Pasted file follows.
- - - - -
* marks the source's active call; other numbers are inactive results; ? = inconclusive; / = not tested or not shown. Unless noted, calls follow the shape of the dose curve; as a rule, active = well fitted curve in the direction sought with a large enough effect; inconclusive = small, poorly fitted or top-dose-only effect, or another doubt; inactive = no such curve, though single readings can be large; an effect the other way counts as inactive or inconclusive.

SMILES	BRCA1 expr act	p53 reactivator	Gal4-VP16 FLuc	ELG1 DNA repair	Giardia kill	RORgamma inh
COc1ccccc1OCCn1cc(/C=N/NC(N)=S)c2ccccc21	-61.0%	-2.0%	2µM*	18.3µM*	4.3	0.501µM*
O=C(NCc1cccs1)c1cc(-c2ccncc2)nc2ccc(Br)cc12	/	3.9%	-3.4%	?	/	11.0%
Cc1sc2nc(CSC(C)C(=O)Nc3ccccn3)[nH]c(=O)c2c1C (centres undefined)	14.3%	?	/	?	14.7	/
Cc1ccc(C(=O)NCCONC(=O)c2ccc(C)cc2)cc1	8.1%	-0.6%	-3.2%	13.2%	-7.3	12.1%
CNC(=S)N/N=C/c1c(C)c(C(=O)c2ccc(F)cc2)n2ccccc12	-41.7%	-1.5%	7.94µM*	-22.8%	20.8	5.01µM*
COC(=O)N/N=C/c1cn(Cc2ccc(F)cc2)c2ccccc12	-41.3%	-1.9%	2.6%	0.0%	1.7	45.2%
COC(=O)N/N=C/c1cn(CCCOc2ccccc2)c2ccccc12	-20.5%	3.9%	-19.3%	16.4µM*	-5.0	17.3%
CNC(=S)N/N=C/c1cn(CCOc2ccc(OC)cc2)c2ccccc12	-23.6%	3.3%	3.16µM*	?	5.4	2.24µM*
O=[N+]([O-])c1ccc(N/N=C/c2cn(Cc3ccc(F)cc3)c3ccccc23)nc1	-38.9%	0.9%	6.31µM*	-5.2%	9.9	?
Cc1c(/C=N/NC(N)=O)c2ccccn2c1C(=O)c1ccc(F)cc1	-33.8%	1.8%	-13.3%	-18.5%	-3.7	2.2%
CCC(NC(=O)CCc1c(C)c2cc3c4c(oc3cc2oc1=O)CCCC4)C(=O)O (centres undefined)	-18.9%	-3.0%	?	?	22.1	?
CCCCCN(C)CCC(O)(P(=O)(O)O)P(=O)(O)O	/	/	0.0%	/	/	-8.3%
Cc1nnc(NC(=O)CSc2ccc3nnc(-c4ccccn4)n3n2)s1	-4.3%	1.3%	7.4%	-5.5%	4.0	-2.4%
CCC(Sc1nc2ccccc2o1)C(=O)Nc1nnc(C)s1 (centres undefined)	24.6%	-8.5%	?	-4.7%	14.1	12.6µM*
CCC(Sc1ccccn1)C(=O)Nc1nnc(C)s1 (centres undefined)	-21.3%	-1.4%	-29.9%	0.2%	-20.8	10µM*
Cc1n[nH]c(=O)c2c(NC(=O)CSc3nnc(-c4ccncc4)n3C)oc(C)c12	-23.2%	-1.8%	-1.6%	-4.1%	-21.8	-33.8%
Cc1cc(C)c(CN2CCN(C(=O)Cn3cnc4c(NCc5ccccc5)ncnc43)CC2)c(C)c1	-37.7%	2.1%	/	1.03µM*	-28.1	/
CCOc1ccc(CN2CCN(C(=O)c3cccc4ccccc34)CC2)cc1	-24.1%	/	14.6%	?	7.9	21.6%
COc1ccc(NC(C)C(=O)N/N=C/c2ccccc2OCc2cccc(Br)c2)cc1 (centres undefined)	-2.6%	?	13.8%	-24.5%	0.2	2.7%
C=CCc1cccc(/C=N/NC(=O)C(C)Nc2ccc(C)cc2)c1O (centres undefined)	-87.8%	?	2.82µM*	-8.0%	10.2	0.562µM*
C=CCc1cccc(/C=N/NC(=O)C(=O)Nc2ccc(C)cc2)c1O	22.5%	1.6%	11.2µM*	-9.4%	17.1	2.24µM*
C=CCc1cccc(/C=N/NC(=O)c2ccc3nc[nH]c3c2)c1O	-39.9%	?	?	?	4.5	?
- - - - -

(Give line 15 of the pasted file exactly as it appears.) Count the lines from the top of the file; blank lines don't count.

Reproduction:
Cc1nnc(NC(=O)CSc2ccc3nnc(-c4ccccn4)n3n2)s1	-4.3%	1.3%	7.4%	-5.5%	4.0	-2.4%